In light of the recent shakedown of the Volkswagen Group’s diesel engines, it has become pretty evident that electric vehicles and plug-in hybrids are the future of the green vehicle. Manufacturers like BMW and Mercedes-Benz are maintaining their diesel lineups and ensuring that they meet all emissions regulations, but they are actively introducing plug-in hybrids to guarantee a green future. BMW’s new “i” family is one of the most prolific, having come up with both the i3 and the i8 (reviewed here) in the span of one year. We’ve already driven the car, but we wanted to see how the 2016 BMW i3 would stand up to a Canadian winter.
From an aesthetic perspective, the i3 is an interesting little thing. It’s clearly the size of a traditional subcompact, but with some of the most futuristic styling on the road today. You either love it or hate it, and I’ll be the first to say I wasn’t a fan at first. After spending some time with it and seeing many other examples on the road over the last year or so, I’ve warmed up to the little BMW and I think it’s almost cute. The large 19” wheels go a long way to helping the i3 stand out, even though they’re quite narrow at 155/70R19.
Step into the interior and it all starts to become clear – impressive even. The i3’s entire cockpit has been designed with one thing in mind, and that’s to appear as green as possible. Almost all of the materials are natural, recycled, or eco-friendly. Many interior panels are made up of plastic reinforced by carbon-fibre, and this results in a lot of grey. There is also the subtle addition of open-pore eucalyptus wood, something that is a blatant reminder that regardless of its green footprint, the i3 is still a car manufactured by one of the world’s most important luxury brands.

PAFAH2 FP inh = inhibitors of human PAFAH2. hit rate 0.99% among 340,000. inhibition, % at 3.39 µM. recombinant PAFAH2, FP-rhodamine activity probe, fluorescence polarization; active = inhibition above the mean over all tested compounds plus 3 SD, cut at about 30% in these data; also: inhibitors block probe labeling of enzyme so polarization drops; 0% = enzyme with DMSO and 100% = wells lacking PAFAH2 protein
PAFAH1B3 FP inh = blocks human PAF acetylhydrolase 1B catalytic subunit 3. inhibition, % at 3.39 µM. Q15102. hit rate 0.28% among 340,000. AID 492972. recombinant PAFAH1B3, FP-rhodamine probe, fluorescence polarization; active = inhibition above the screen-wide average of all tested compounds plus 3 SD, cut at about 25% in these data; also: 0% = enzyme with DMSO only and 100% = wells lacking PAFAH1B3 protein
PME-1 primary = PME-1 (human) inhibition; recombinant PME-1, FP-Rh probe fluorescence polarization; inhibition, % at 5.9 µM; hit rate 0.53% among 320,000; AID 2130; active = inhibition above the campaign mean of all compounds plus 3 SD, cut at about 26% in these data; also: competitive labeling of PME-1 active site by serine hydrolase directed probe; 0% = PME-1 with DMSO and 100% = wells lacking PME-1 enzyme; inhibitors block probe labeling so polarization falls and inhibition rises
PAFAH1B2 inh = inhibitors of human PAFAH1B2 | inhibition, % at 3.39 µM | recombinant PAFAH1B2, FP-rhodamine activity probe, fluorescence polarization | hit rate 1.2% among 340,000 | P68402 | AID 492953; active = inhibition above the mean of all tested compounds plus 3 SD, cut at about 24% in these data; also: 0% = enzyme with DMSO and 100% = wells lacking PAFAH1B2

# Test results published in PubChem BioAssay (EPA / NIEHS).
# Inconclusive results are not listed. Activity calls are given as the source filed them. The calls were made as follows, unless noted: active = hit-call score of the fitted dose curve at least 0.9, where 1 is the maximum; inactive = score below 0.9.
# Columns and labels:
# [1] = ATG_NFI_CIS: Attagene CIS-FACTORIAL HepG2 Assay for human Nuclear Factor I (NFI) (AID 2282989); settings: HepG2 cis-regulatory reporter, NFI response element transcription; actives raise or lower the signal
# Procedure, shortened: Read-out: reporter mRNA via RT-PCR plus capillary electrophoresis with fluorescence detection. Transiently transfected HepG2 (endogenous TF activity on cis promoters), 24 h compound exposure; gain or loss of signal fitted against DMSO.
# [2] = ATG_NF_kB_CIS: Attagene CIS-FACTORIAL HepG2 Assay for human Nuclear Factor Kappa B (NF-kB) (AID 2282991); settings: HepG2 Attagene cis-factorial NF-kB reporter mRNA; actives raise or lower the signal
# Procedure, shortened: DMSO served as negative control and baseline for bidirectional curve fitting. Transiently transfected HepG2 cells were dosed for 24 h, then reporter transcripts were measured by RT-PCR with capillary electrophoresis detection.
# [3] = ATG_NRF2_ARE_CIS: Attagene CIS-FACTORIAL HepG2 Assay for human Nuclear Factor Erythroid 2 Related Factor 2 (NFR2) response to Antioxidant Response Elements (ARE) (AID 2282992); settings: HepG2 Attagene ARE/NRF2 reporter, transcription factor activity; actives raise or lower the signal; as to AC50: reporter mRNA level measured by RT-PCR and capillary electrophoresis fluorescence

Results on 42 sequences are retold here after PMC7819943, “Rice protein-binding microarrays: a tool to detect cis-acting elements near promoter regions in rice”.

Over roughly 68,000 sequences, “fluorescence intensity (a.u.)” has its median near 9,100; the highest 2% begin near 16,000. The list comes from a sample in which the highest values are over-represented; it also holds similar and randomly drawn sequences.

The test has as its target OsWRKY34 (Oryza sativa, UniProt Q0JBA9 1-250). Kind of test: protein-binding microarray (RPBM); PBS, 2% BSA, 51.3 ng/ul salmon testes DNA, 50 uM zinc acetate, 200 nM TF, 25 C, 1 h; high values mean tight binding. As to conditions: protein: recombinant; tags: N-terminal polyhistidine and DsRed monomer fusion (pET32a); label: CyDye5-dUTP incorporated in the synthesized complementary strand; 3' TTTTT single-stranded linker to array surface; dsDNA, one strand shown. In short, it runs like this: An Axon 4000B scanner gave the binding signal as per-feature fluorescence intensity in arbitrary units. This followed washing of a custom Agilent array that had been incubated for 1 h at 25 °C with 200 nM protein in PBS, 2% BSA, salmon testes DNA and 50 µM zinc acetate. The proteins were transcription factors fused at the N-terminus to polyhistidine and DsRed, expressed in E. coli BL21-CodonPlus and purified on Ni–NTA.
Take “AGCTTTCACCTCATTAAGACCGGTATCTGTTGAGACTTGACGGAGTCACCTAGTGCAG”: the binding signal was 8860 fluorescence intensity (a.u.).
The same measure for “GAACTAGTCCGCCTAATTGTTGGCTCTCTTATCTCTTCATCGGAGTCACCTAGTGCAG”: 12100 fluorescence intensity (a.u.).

Throughout my week with the i3, I kept getting asked questions, most notably while I was at the gas station topping up the range extender. The i3 is a full electric vehicle, able to operate solely on electric power throughout its entire life. There is an electric motor good for 170 horsepower and 184 lb-ft of torque, available at as little as 0RPM. As with other electric vehicles, the torque is instantaneous and almost ludicrous. In normal (ideal) use, this motor is good for a range of 150km.
Considering our test took place in winter conditions with temperatures dipping well below the freezing mark with the car parked outdoors, my average was about 120km. Of course, many Canadians have commutes that require more range than this on occasion, which is why BMW has provided the option of a range extender. This is a 647cc two-cylinder engine, shared with some scooters in their lineup. Sitting atop the rear axle, the motor only kicks in when electric-only range has dipped below the 10% mark, and adds approximately 120km.